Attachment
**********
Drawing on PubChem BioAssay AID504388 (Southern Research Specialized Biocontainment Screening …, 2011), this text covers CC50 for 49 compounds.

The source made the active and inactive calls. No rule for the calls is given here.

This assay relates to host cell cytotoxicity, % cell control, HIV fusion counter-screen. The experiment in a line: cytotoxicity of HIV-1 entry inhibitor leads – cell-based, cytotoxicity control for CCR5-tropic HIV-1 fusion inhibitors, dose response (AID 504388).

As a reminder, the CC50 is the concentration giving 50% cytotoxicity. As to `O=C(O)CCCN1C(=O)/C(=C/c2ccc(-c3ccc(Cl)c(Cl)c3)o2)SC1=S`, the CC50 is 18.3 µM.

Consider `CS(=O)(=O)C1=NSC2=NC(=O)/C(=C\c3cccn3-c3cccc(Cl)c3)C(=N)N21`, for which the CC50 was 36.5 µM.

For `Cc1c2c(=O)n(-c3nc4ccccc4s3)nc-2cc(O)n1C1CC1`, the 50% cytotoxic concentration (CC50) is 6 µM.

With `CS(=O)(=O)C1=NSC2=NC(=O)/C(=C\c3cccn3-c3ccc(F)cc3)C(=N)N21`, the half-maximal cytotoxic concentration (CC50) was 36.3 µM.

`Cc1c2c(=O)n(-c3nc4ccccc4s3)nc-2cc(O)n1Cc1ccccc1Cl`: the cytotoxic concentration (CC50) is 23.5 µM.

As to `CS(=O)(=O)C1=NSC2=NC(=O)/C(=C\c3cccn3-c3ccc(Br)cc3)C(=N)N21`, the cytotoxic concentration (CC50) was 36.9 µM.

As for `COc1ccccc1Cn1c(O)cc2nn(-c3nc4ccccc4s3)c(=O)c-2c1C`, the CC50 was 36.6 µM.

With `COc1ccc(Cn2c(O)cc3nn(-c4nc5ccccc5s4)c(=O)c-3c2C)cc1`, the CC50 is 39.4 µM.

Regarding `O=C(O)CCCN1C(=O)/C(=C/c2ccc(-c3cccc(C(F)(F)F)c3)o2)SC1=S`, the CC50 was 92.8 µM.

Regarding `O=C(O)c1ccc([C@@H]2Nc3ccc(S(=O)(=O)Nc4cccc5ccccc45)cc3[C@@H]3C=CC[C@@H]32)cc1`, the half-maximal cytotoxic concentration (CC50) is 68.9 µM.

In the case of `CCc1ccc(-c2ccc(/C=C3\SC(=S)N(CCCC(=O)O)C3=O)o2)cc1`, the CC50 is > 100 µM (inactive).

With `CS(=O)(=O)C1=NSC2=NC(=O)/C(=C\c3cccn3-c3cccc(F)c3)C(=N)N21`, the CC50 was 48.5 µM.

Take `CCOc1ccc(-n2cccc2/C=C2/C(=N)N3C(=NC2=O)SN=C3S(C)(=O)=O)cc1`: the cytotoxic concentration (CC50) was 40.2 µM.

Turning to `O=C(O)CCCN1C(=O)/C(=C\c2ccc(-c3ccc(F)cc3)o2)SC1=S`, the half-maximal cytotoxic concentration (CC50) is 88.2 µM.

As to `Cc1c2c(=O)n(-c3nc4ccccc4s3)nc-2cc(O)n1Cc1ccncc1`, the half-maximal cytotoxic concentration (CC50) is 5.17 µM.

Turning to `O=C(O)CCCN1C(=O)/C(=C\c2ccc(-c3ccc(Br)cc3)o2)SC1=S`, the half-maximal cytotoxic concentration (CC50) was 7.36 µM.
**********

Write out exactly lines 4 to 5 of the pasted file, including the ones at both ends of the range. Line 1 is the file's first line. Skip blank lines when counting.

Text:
As a reminder, the CC50 is the concentration giving 50% cytotoxicity. As to `O=C(O)CCCN1C(=O)/C(=C/c2ccc(-c3ccc(Cl)c(Cl)c3)o2)SC1=S`, the CC50 is 18.3 µM.

Consider `CS(=O)(=O)C1=NSC2=NC(=O)/C(=C\c3cccn3-c3cccc(Cl)c3)C(=N)N21`, for which the CC50 was 36.5 µM.